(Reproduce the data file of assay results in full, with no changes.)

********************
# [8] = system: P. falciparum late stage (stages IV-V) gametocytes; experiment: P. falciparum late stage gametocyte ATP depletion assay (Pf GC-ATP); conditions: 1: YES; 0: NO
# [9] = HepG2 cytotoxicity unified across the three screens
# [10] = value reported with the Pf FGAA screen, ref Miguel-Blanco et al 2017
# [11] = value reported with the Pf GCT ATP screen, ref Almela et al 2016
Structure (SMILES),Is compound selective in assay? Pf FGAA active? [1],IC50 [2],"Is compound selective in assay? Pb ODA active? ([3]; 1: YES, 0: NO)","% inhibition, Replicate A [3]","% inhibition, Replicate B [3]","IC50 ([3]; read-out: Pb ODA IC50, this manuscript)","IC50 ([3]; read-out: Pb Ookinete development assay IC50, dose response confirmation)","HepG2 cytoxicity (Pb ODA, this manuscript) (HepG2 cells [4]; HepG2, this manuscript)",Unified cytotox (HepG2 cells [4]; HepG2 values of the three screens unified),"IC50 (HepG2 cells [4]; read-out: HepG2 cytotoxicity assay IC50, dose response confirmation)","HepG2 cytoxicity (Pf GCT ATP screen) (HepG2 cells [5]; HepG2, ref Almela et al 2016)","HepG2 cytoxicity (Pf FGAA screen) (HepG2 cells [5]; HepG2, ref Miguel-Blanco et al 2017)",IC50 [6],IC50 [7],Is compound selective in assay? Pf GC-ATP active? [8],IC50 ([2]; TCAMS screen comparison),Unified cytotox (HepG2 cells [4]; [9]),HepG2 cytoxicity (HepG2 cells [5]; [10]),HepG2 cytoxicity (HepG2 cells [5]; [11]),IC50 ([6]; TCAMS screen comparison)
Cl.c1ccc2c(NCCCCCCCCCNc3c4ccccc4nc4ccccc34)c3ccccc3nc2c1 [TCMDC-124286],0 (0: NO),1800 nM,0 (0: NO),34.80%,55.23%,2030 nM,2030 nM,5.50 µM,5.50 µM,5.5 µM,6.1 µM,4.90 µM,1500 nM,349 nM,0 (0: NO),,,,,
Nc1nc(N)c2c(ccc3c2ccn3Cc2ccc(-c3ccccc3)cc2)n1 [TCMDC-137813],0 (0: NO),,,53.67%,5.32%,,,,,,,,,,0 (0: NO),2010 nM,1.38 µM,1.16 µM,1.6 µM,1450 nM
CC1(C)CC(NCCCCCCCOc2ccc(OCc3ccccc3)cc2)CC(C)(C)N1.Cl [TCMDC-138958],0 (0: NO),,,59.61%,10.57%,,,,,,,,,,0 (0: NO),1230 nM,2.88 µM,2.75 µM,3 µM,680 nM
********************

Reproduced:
# [8] = system: P. falciparum late stage (stages IV-V) gametocytes; experiment: P. falciparum late stage gametocyte ATP depletion assay (Pf GC-ATP); conditions: 1: YES; 0: NO
# [9] = HepG2 cytotoxicity unified across the three screens
# [10] = value reported with the Pf FGAA screen, ref Miguel-Blanco et al 2017
# [11] = value reported with the Pf GCT ATP screen, ref Almela et al 2016
Structure (SMILES),Is compound selective in assay? Pf FGAA active? [1],IC50 [2],"Is compound selective in assay? Pb ODA active? ([3]; 1: YES, 0: NO)","% inhibition, Replicate A [3]","% inhibition, Replicate B [3]","IC50 ([3]; read-out: Pb ODA IC50, this manuscript)","IC50 ([3]; read-out: Pb Ookinete development assay IC50, dose response confirmation)","HepG2 cytoxicity (Pb ODA, this manuscript) (HepG2 cells [4]; HepG2, this manuscript)",Unified cytotox (HepG2 cells [4]; HepG2 values of the three screens unified),"IC50 (HepG2 cells [4]; read-out: HepG2 cytotoxicity assay IC50, dose response confirmation)","HepG2 cytoxicity (Pf GCT ATP screen) (HepG2 cells [5]; HepG2, ref Almela et al 2016)","HepG2 cytoxicity (Pf FGAA screen) (HepG2 cells [5]; HepG2, ref Miguel-Blanco et al 2017)",IC50 [6],IC50 [7],Is compound selective in assay? Pf GC-ATP active? [8],IC50 ([2]; TCAMS screen comparison),Unified cytotox (HepG2 cells [4]; [9]),HepG2 cytoxicity (HepG2 cells [5]; [10]),HepG2 cytoxicity (HepG2 cells [5]; [11]),IC50 ([6]; TCAMS screen comparison)
Cl.c1ccc2c(NCCCCCCCCCNc3c4ccccc4nc4ccccc34)c3ccccc3nc2c1 [TCMDC-124286],0 (0: NO),1800 nM,0 (0: NO),34.80%,55.23%,2030 nM,2030 nM,5.50 µM,5.50 µM,5.5 µM,6.1 µM,4.90 µM,1500 nM,349 nM,0 (0: NO),,,,,
Nc1nc(N)c2c(ccc3c2ccn3Cc2ccc(-c3ccccc3)cc2)n1 [TCMDC-137813],0 (0: NO),,,53.67%,5.32%,,,,,,,,,,0 (0: NO),2010 nM,1.38 µM,1.16 µM,1.6 µM,1450 nM
CC1(C)CC(NCCCCCCCOc2ccc(OCc3ccccc3)cc2)CC(C)(C)N1.Cl [TCMDC-138958],0 (0: NO),,,59.61%,10.57%,,,,,,,,,,0 (0: NO),1230 nM,2.88 µM,2.75 µM,3 µM,680 nM